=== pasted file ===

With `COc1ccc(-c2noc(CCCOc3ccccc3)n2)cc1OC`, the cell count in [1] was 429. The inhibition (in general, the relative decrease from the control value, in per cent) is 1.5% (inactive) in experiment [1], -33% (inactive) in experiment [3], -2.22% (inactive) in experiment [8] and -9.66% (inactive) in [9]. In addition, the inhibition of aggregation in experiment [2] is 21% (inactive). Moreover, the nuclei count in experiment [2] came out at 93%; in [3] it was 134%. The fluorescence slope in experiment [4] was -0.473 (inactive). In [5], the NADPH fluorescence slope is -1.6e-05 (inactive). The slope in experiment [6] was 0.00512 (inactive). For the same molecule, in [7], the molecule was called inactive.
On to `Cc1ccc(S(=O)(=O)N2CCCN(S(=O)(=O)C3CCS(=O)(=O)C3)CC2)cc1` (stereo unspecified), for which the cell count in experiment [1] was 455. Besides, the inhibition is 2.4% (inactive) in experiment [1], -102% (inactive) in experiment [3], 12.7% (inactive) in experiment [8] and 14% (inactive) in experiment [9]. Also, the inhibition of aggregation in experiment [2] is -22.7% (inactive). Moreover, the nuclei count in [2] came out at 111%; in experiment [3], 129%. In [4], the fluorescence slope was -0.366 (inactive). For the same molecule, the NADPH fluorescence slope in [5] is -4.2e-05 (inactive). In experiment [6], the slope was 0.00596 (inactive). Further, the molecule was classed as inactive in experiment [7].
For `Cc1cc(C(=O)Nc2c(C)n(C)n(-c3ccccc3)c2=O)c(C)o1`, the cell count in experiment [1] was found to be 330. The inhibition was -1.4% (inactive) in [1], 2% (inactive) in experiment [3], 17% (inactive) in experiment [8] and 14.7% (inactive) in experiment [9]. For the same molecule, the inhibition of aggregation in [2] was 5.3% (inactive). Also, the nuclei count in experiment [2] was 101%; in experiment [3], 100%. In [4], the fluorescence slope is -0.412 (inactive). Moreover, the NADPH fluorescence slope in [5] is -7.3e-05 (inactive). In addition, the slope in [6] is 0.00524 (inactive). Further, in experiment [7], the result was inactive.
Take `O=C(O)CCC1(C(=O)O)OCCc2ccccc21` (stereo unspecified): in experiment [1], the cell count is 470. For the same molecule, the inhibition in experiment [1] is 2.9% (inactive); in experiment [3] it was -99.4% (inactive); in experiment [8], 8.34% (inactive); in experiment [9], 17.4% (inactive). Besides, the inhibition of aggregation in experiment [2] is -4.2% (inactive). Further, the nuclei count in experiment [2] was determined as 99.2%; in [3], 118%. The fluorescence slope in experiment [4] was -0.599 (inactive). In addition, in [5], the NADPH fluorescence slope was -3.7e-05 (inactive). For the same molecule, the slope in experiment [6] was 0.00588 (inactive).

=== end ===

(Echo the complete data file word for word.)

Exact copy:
With `COc1ccc(-c2noc(CCCOc3ccccc3)n2)cc1OC`, the cell count in [1] was 429. The inhibition (in general, the relative decrease from the control value, in per cent) is 1.5% (inactive) in experiment [1], -33% (inactive) in experiment [3], -2.22% (inactive) in experiment [8] and -9.66% (inactive) in [9]. In addition, the inhibition of aggregation in experiment [2] is 21% (inactive). Moreover, the nuclei count in experiment [2] came out at 93%; in [3] it was 134%. The fluorescence slope in experiment [4] was -0.473 (inactive). In [5], the NADPH fluorescence slope is -1.6e-05 (inactive). The slope in experiment [6] was 0.00512 (inactive). For the same molecule, in [7], the molecule was called inactive.
On to `Cc1ccc(S(=O)(=O)N2CCCN(S(=O)(=O)C3CCS(=O)(=O)C3)CC2)cc1` (stereo unspecified), for which the cell count in experiment [1] was 455. Besides, the inhibition is 2.4% (inactive) in experiment [1], -102% (inactive) in experiment [3], 12.7% (inactive) in experiment [8] and 14% (inactive) in experiment [9]. Also, the inhibition of aggregation in experiment [2] is -22.7% (inactive). Moreover, the nuclei count in [2] came out at 111%; in experiment [3], 129%. In [4], the fluorescence slope was -0.366 (inactive). For the same molecule, the NADPH fluorescence slope in [5] is -4.2e-05 (inactive). In experiment [6], the slope was 0.00596 (inactive). Further, the molecule was classed as inactive in experiment [7].
For `Cc1cc(C(=O)Nc2c(C)n(C)n(-c3ccccc3)c2=O)c(C)o1`, the cell count in experiment [1] was found to be 330. The inhibition was -1.4% (inactive) in [1], 2% (inactive) in experiment [3], 17% (inactive) in experiment [8] and 14.7% (inactive) in experiment [9]. For the same molecule, the inhibition of aggregation in [2] was 5.3% (inactive). Also, the nuclei count in experiment [2] was 101%; in experiment [3], 100%. In [4], the fluorescence slope is -0.412 (inactive). Moreover, the NADPH fluorescence slope in [5] is -7.3e-05 (inactive). In addition, the slope in [6] is 0.00524 (inactive). Further, in experiment [7], the result was inactive.
Take `O=C(O)CCC1(C(=O)O)OCCc2ccccc21` (stereo unspecified): in experiment [1], the cell count is 470. For the same molecule, the inhibition in experiment [1] is 2.9% (inactive); in experiment [3] it was -99.4% (inactive); in experiment [8], 8.34% (inactive); in experiment [9], 17.4% (inactive). Besides, the inhibition of aggregation in experiment [2] is -4.2% (inactive). Further, the nuclei count in experiment [2] was determined as 99.2%; in [3], 118%. The fluorescence slope in experiment [4] was -0.599 (inactive). In addition, in [5], the NADPH fluorescence slope was -3.7e-05 (inactive). For the same molecule, the slope in experiment [6] was 0.00588 (inactive).